departing North African waters on 10 June, the cruiser returned
to the United States to offload her precious metallic cargo and
return to the drudgery of Neutrality Patrols. Overhauling at Portsmouth
Navy Yard, Norfolk, Va. into the first week of January 1941, Vincennes
departed Hampton Roads on 7 January in company with Wichita (CA-45),
New York (BB-44), and Texas (BB-35) bound for Guantanamo Bay, Cuba.
once again in the Caribbean, the heavy cruiser fired battle practice
and gunnery exercises in company with Wichita through 18 January,
when the two cruisers proceeded for Portland Bight, Jamaica, British
West Indies. Conducting Neutrality Patrols from this port, Vincennes
patrolled in company with other ships safeguarding neutral waters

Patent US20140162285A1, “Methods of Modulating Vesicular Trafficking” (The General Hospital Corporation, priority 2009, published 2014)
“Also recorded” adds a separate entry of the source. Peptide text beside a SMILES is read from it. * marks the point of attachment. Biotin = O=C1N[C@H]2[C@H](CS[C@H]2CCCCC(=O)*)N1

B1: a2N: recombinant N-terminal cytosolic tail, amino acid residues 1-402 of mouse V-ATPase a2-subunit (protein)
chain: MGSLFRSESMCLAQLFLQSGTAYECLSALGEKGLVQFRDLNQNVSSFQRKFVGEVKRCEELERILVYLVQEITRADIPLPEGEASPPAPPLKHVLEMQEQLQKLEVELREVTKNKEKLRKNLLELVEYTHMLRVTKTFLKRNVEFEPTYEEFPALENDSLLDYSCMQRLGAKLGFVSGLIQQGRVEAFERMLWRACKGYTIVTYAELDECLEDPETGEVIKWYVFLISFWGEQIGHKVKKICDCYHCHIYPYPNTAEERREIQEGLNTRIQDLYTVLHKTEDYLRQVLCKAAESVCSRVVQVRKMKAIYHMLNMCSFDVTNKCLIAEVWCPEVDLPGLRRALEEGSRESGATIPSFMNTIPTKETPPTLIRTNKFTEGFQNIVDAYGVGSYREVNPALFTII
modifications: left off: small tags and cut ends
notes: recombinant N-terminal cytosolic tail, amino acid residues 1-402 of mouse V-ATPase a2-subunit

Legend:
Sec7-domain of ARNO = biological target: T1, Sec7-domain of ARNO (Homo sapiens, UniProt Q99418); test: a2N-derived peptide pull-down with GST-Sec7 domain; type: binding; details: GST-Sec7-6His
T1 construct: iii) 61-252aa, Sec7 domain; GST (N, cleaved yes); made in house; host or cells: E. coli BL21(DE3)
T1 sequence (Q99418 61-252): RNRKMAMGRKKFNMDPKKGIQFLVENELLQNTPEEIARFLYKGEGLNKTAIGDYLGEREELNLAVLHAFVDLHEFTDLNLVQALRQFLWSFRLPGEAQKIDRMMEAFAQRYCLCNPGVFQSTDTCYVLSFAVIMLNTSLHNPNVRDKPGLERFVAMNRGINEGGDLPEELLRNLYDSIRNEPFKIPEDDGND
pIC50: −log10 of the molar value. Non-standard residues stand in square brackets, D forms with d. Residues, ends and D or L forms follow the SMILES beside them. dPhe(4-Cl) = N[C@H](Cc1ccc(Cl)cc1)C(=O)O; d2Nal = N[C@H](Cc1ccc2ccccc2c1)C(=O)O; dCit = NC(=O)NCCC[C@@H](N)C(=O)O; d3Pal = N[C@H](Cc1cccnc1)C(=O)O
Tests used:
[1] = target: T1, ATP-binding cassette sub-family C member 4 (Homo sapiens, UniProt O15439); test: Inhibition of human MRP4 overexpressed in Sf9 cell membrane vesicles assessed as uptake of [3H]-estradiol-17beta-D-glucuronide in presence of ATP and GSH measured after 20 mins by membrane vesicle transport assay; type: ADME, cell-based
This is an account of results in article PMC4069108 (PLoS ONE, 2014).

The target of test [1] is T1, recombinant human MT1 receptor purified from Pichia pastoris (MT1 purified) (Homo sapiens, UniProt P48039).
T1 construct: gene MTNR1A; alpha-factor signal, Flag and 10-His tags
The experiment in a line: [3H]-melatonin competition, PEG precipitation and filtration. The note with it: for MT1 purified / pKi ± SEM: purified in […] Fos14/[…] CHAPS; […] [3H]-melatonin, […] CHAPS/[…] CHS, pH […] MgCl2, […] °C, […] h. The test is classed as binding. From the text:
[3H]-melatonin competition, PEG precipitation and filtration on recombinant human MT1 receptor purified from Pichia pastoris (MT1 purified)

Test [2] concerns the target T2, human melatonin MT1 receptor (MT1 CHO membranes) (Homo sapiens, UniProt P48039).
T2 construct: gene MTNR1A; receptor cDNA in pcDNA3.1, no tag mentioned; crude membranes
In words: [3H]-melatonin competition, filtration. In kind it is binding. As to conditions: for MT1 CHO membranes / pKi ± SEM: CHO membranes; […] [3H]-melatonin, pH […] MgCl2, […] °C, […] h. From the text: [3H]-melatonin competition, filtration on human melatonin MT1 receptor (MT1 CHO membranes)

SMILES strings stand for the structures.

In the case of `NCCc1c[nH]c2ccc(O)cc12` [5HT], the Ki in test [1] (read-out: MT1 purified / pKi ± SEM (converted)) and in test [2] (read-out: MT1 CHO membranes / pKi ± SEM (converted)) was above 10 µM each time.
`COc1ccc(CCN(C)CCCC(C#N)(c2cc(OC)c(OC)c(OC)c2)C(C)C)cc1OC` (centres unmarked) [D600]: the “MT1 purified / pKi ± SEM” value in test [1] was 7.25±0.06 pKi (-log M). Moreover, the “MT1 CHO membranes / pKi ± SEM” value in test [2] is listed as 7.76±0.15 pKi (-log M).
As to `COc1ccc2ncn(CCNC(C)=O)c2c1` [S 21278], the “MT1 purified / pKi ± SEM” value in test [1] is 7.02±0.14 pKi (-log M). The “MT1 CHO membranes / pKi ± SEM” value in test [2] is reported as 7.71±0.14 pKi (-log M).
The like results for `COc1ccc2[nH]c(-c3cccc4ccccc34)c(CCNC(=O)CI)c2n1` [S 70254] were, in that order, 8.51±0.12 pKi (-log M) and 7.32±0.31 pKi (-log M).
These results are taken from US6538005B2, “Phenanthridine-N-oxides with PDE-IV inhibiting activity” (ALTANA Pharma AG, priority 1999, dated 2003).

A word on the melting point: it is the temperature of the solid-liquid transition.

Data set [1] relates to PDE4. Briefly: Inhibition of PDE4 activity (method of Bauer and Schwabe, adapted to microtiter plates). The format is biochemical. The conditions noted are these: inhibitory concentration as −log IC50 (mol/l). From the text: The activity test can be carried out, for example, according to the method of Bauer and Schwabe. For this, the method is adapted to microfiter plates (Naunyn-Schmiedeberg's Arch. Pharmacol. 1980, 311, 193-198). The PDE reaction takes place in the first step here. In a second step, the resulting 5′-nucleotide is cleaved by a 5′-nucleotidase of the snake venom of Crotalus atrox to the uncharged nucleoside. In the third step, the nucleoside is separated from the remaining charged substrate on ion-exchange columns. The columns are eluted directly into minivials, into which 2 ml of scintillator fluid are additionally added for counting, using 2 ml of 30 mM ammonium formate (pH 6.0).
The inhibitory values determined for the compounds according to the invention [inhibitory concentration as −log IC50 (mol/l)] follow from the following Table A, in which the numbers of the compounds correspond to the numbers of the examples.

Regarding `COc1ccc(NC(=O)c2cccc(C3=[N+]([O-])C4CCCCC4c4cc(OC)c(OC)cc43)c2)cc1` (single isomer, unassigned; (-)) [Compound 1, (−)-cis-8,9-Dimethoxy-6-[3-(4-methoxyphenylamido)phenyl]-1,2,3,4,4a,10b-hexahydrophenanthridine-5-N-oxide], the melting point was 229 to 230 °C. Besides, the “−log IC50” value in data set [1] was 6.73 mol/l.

and America's recently acquired Caribbean bases. Vincennes joined
other Fleet units for landing exercises at Culebra, Puerto Rico,
on 4 February 1941 and sent her 50-foot boats to assist in unloading
and troop debarkation drills. She assisted McCawley (AP-10) and
Wharton (AP-7) in landing men and material before taking station
with Fire Support Group II. The cruiser then fired simulated gunfire
support operations with her main and secondary batteries in exercises
which foreshadowed her future combat role in the South Pacific.
the remainder of February, the ship continued her landing support
operations with Transport Divisions 2 and 7, anchoring on occasion
at Mayaguez or Guayanilla, Puerto Rico. Conducting operations out
of Puerto Rican waters, Vincennes called at Pernambuco, Brazil,
on 17 March and got underway for Capetown South Africa, on the 20th.
Arriving to a warm welcome nine days later, the ship took on a large
shipment of gold bullion to pay for arms purchased in the United
States by the United Kingdom and then headed home on the 30th. En
route to New York, she conducted exercises.